Energy

Liquid-metal, high-voltage flow battery

Stanford scientists have developed a new type of flow battery that involves a liquid metal; it more than doubled the maximum voltage of conventional flow batteries and could lead to affordable storage of renewable power.

What does the future of energy look like?

Stanford experts agree that the world needs to be less reliant on fossil fuels for energy. Getting there will remake the world’s largest economic sector – energy – into one that is more sustainable, secure and affordable for everyone.

New plant tests energy-saving way to treat wastewater

A new wastewater treatment plant under construction in Redwood Shores will be the largest to test Stanford-developed technology that significantly reduces the cost of cleaning water. The key: bacteria that eschew oxygen while producing burnable methane.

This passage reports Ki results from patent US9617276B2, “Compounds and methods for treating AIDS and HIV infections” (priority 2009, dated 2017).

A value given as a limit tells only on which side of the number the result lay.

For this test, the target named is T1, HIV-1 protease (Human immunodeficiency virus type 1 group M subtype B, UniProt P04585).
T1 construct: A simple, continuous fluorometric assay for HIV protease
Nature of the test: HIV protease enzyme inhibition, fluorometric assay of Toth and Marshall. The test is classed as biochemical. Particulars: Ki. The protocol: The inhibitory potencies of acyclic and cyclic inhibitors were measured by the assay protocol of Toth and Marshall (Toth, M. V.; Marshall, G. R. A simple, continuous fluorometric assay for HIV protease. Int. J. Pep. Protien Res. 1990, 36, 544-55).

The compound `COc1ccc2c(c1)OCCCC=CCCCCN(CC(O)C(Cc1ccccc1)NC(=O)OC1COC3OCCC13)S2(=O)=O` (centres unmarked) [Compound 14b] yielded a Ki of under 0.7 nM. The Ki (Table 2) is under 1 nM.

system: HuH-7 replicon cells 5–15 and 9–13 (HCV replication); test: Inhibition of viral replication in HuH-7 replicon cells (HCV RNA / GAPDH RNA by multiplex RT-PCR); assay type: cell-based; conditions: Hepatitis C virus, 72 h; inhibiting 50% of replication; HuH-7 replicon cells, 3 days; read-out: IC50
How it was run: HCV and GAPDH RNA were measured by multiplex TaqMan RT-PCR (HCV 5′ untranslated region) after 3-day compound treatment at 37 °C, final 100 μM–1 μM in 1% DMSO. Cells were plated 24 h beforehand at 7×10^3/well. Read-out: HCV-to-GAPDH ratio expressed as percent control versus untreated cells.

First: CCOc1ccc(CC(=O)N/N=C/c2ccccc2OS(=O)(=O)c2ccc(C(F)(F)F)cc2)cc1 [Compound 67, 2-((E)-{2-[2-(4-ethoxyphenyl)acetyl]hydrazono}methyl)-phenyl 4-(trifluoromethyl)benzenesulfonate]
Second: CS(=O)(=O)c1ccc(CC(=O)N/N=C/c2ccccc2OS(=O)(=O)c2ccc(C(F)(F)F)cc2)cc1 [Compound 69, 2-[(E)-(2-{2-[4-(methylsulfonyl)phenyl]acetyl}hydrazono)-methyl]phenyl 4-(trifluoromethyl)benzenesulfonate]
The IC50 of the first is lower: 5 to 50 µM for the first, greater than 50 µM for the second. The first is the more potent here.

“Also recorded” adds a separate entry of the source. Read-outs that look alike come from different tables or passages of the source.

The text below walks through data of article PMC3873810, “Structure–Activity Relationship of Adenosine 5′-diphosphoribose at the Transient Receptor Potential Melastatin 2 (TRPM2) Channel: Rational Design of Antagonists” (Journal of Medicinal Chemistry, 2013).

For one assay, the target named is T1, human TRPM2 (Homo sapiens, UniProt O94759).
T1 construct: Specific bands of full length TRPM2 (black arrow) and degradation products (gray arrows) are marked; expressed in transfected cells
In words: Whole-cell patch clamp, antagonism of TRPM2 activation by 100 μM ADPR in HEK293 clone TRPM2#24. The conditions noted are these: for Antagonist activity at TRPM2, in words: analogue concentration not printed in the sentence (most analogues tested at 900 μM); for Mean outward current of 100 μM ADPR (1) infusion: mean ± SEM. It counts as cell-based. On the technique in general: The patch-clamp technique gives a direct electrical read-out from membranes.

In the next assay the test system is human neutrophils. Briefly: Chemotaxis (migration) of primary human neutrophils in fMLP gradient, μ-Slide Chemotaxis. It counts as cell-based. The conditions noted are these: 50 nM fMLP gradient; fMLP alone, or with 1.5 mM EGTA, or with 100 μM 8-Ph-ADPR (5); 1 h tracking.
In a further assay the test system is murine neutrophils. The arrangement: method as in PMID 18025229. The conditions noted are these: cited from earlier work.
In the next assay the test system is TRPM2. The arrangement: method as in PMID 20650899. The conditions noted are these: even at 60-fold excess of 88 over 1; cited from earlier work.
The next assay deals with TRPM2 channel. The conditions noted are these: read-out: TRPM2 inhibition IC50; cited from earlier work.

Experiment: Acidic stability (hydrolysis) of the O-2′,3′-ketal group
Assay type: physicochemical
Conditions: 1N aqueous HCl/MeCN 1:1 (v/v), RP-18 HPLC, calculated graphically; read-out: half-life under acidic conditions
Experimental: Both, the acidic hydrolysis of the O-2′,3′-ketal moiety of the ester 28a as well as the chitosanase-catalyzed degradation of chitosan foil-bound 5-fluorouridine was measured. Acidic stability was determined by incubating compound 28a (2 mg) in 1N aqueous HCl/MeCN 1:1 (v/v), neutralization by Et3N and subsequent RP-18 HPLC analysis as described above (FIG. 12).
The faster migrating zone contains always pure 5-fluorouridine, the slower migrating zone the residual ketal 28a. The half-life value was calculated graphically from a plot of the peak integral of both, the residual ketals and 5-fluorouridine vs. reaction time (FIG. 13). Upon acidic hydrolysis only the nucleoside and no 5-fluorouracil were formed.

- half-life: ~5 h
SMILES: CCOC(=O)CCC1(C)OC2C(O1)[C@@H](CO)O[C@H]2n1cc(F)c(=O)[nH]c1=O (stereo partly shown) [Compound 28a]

New water-based battery offers large-scale energy storage

Stanford scientists have developed a manganese-hydrogen battery that could fill a missing piece in the nation’s energy puzzle by storing wind and solar energy for when it is needed, lessening the need to burn carbon-emitting fossil fuels.

Students explore the complexities of creating energy

Students who joined the Sophomore College course Water and Power in the Pacific Northwest: The Columbia River traveled to the Columbia River valley to understand the interplay between water, energy and human populations.

New credits make carbon capture profitable

With recent tax credits and other policies, removing carbon dioxide from the atmosphere and storing it underground is not only possible but profitable for U.S. biofuel refineries.

California contemplates expansion of offshore oil drilling

If federal plans move forward, most U.S. coastal waters would be open to offshore oil drilling. Stanford Professors Deborah Sivas and Alexandria Boehm look at related legal and marine issues from the perspective of the California coastline, which has been protected from new drilling since 1969.

New method for waking up devices

A device that’s turned off doesn’t suck battery life, but it also doesn’t work. Now a low-power system that’s always on the alert can turn devices on when they are needed, saving energy in the networked internet of things.